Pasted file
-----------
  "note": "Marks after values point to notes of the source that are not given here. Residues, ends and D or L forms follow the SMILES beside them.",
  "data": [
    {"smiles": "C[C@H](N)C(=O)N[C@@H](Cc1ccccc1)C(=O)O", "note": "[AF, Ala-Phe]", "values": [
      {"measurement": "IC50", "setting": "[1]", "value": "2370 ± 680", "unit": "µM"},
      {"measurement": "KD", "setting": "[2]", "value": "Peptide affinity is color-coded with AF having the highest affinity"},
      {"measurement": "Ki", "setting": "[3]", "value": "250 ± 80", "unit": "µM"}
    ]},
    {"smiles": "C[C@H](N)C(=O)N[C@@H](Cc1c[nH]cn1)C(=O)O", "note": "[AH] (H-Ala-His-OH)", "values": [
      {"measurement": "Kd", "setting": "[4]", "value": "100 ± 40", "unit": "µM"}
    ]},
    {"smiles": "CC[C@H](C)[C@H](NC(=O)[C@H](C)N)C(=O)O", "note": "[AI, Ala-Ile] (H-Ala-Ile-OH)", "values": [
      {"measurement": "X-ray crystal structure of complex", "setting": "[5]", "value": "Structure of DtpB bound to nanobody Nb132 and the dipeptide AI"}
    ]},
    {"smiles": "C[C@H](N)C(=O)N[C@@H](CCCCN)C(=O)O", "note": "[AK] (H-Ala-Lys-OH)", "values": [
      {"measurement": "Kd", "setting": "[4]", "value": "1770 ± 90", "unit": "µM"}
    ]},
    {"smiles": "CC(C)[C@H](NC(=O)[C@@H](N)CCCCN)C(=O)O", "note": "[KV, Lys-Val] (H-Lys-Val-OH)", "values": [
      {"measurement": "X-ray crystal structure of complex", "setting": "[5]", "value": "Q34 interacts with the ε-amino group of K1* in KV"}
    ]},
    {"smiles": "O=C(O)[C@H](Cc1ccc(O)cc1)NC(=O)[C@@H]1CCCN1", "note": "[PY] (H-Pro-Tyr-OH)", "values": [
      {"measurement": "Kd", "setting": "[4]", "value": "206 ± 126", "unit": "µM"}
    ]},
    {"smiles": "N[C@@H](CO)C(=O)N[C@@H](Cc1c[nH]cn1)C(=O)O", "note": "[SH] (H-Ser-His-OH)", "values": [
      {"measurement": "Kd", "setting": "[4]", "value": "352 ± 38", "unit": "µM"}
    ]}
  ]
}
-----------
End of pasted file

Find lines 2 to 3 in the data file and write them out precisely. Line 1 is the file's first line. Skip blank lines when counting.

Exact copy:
  "data": [
    {"smiles": "C[C@H](N)C(=O)N[C@@H](Cc1ccccc1)C(=O)O", "note": "[AF, Ala-Phe]", "values": [